So this morning I went from window bay to window bay trying to find a place that didn’t reflect the pool.

“Just step outside,” said one of the other guards, so I did.

Golly, it was pretty.

I stopped again just beyond the pool on my way home.

I wondered if there was a liturgy in Every Moment Holy for the sight of a beautiful sunrise.

Then I realized I already knew one, and recited on my way home —

But this one thing I bear in mind,
and therefore I have hope:
The steadfast love of the Lord never ceases;
His mercies never come to an end;
They are new every morning;
Great is thy faithfulness.

Lamentations 3:21-23

Every Moment Holy: When Something Is Lost

I lost my wallet.

Again.

I started to write out the sequence of events that led up to the last time I remembered holding it in my hand, but none of it really matters. The important part of the story was that my wallet — a nice little clasp purse made by a dear friend — was missing.

At 5 AM, I was searching, trying to be quiet while the rest of the people in the house were sleeping, but I had to be at work at 5:15 AM and was starting to panic.

My mother often said, “It’s always the last place you look.”

The morning schedule was tight:  lifeguarding at the pool from 5:15-7:15, go home, eat breakfast, leave by 8 AM to take Laurel to the dentist which was an hour-and-a-half away.

Every Moment Holy, my new favorite book, sat on the table where I had finished my morning readings. Was there a liturgy in there for lost things?

I searched through the Table of Contents, wasting valuable other search time, looking for a prayer to fit this occasion.

Nope.

But the beauty of Every Moment Holy lies in the title. Every moment is holy. Even the anxiety-ridden ones.

Before I left the house, I tip-toed into my father’s darkened room with a flashlight to see if perchance he had picked it up. My mother, in her dementia, used to squirrel away all sorts of treasures, and my father has started doing similar things. She had opted for shiny things — silverware and napkin rings, but he liked books and pens and shirts. My wallet wasn’t in his room, though.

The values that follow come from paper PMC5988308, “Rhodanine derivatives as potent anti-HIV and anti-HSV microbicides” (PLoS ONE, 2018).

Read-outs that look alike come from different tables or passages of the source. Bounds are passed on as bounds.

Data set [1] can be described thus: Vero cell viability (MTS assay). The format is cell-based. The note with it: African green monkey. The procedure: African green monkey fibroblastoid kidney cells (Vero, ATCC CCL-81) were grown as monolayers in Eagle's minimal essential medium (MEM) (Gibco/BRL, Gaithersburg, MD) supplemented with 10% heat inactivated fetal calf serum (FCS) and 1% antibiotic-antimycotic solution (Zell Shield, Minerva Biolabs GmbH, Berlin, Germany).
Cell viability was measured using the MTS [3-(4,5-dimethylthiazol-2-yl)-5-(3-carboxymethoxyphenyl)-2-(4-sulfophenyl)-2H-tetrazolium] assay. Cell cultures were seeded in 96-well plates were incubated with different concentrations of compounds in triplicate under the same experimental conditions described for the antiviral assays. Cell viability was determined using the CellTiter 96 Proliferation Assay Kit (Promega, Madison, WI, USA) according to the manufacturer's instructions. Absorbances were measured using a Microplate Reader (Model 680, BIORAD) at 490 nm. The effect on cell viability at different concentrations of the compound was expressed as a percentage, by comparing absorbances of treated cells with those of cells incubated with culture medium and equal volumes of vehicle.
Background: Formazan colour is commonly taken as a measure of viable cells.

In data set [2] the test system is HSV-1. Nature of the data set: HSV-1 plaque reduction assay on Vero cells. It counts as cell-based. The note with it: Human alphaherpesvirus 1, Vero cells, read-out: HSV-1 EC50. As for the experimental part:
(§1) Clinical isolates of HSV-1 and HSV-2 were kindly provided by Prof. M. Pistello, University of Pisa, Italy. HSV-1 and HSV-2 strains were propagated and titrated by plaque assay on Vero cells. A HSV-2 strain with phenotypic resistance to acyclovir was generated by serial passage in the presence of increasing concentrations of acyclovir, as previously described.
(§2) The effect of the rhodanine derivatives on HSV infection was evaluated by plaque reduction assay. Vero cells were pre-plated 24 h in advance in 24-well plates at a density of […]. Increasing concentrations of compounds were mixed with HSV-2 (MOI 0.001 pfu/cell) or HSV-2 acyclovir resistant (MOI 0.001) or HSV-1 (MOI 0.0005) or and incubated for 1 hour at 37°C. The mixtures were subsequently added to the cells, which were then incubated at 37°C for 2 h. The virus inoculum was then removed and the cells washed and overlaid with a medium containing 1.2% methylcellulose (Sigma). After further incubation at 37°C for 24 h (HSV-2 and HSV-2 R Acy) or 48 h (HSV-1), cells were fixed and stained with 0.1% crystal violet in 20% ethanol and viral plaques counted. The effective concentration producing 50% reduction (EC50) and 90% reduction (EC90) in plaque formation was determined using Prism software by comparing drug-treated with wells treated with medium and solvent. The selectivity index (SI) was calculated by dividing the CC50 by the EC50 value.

I drove into the pool, worrying, and trying to allay my worries with words that could go into The Liturgy for Searching for Lost Items.

I got to the pool only to find the service door locked.

“Sorry, Sally,” said the woman at the front desk who let me in.

“No worries,” I said. It’s my standard response. Even when I’m worried.

And I was quite worried.

But the liturgy for lost or misplaced things was starting to take shape.

I found that when I started feeling the worry rise, it helped to think about what the Bible said about lost things.

I had two hours at the pool, three hours in the car, and an hour sitting in a dentist office to think about it. Six hours of pushing worry into prayer.

My initial thoughts:

O, Lord — I know You care about lost things
You talk about a shepherd leaving ninety-nine sheep to search for the one lost lamb
You talk about a widow searching for a lost coin

My later thoughts:

Lord, I’m holding on too tight to the temporal, to things that don’t last.
If I never find that wallet again —
If every worse case scenario I imagine comes true
If it was dropped and found by an unscrupulous person
Or taken because I wasn’t paying attention
If my credit cards and, worse, my identity are stolen,
It’s okay
Because I have everything I need in You

My hands are open, Lord.
Whatever You want from me is Yours
It was never mine to begin with

Truly my morning was holy.

Anxious — but also holy in a way I couldn’t have imagined.

My mother was right. It’s always in the last place you look. Sometimes it’s in a place you’ve even looked before.

I found it when I got back home. Even though I had looked there previously, it was in my father’s car.

Matt Canlis said at Hutchmoot that God is closer than you think and in places you don’t expect.

I realized that all my searching wasn’t about my wallet. It was about God guiding me into truths I need to learn.

 

 

The Journey of Tuga and Aleluja — part three

(This is the conclusion of a presentation I gave — or tried to give — at our church on October 15, 2017)

Our work in Bosnia took place in Gradacac, a city about 3 hours north of Sarajevo.

Ostensibly, we were there to build a house.

Every morning we drove to the work site in two loads using a car lent to our group by a family for whom a house had been built by a previous team. We were a little cosy in the Peugeot station wagon but it got us back and forth on the narrow windy roads.